Peony Metaphor.

A few years back, owners of a stellar nursery gave me a cardboard box with a twisted root inside, tangled ends clotted with dirt. I planted as directed, and then the bartzella was at the mercy of nature and its own self whether it would grow, or not.

This June, the irises have flooded a purple pond around the lilacs. The mock orange is opening its snowy petals. And these yellow peonies with their ugly name — a few days of inimitable beauty.

A day of cold rain in the forecast today. A Saturday of writing and catch-up chores and my determination to do something about the mold on the bathroom ceiling. It’s mid-June. We’ve lived in this house for five years. The blossoms are rampart. I’ve added my own gifted dull root. For a few days, heart-pausing beauty.

This morning the green fists of the peonies are getting ready

to break my heart

as the sun rises, 

as the sun strokes them with his old, buttery fingers…

— Mary Oliver, “Peonies”

Peonies

On my walk to the co-op, I stop at a bed of peonies and cup a giant blossom in my hands: perfect white stained with drops of red, like a strange variation of the drops of blood on the snow in the Grimms’ tale. Enchantingly beautiful. And that, perhaps, is metaphor enough for one Saturday morning.

When the peonies bloomed,
It seemed as though were
No flowers around them.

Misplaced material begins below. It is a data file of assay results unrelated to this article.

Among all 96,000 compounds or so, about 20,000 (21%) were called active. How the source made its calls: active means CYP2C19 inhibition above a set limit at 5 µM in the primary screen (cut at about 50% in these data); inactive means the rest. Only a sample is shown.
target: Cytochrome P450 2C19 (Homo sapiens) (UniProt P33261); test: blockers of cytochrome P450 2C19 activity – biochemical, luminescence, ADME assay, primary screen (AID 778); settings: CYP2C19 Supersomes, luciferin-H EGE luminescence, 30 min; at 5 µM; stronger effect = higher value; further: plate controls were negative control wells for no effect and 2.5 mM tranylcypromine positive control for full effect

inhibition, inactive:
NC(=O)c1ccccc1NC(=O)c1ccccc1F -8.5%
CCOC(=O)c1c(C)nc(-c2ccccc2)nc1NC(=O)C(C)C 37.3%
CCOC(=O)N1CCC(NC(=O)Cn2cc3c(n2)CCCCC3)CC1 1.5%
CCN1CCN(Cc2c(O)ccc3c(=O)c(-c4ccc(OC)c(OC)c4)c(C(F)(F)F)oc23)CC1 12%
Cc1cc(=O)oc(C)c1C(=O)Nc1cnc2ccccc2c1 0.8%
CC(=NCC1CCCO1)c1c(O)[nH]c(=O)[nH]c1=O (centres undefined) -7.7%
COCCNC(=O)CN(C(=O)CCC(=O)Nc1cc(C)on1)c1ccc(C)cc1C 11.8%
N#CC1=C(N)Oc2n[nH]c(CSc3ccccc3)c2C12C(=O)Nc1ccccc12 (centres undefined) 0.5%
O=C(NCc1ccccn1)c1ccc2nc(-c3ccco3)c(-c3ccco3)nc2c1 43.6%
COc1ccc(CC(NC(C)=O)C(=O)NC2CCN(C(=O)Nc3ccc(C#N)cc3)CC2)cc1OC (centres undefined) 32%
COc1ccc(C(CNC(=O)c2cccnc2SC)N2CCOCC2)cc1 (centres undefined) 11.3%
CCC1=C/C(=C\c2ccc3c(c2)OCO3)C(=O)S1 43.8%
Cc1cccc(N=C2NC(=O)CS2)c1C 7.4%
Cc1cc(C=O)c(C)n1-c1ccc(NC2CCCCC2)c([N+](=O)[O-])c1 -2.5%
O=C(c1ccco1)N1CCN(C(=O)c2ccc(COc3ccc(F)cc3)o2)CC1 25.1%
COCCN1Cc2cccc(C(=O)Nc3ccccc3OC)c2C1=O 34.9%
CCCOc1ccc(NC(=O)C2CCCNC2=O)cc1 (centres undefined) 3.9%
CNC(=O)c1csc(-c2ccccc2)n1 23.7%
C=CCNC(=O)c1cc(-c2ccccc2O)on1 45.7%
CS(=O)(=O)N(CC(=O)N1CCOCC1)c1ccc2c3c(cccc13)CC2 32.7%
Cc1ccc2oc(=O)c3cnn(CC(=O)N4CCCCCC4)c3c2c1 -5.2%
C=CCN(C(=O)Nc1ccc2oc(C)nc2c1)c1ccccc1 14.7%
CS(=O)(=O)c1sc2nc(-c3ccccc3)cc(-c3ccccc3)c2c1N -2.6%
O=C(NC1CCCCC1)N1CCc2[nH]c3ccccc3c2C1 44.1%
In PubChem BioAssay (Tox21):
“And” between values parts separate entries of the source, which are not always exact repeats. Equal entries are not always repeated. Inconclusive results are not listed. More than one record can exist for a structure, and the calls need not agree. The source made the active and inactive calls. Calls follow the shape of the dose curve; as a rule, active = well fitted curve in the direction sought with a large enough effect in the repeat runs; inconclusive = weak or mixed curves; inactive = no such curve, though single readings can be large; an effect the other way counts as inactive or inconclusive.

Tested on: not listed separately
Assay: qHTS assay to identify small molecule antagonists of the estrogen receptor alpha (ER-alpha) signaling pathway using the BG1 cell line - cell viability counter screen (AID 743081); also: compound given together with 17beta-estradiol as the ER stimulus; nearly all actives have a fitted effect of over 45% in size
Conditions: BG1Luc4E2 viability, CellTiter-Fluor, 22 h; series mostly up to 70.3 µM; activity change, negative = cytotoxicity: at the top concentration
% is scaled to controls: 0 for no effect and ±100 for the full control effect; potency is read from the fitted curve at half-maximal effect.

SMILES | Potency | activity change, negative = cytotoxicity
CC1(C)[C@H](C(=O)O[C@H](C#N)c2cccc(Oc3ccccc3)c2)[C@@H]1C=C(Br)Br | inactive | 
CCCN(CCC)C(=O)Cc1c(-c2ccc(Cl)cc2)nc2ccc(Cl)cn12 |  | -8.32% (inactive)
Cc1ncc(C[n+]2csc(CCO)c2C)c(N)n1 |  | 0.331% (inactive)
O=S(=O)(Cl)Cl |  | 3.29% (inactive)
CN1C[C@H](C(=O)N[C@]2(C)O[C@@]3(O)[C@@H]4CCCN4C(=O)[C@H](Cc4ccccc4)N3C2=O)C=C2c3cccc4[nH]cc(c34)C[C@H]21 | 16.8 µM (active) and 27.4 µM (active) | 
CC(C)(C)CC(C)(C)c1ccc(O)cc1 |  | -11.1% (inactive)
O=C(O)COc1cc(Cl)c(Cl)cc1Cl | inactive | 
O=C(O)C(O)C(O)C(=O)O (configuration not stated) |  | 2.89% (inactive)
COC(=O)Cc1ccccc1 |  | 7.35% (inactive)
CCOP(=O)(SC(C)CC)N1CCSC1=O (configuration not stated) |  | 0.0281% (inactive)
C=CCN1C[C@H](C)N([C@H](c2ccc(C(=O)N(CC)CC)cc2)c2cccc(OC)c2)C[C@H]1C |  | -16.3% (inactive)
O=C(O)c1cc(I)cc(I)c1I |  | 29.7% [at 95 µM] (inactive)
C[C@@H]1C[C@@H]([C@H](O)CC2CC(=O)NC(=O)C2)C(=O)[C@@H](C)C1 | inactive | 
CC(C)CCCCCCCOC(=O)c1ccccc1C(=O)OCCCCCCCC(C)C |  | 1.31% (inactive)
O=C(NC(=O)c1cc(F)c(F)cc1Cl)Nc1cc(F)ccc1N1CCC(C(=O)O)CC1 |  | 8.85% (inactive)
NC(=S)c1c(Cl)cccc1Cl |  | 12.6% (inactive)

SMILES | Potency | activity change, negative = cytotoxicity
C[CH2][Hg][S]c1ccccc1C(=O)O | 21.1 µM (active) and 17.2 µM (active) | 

– Kiitsu

FullSizeRender

The Promise

Beautiful news!

Via email, I’m offered a division of a giant “butter yellow” peony. Oh, in this gray-upon-gray end of October, such a radiant promise of tender blossoms.

A piece of the Bartzella will be coming our way. Roots and dried stalks = creamy petals.

This morning the green fists of the peonies are getting ready
to break my heart
as the sun rises,
as the sun strokes them with his old, buttery fingers…

From Mary Oliver’s “Peonies”

IMG_2321

Okay, not a peony….

 

Flowers and Sustenance

In my first gardening days, I planted few flowers, hoarding what little space I had in those days for vegetables – work to eat, work to eat.  How years unravel and unwind.  Today, the garden is lush with vegetables, but my beloveds are the blossoms.  This morning, the reseeded calendula is nearly open.  My earlier days, with nursing babies and accumulating bills, were a scramble to plant and weed and harvest.  These days, I pause and watch the traveling pollinators at their work.  Sustenance.

Your peonies burst out, white as snow squalls,
with red flecks at their shaggy centers
in your border of prodigies by the porch.
I carry one magnanimous blossom indoors
and float it in a glass bowl, as you used to do.

– Donald Hall

DSC01046

Blue delphinium by Gabriela J. Stanciu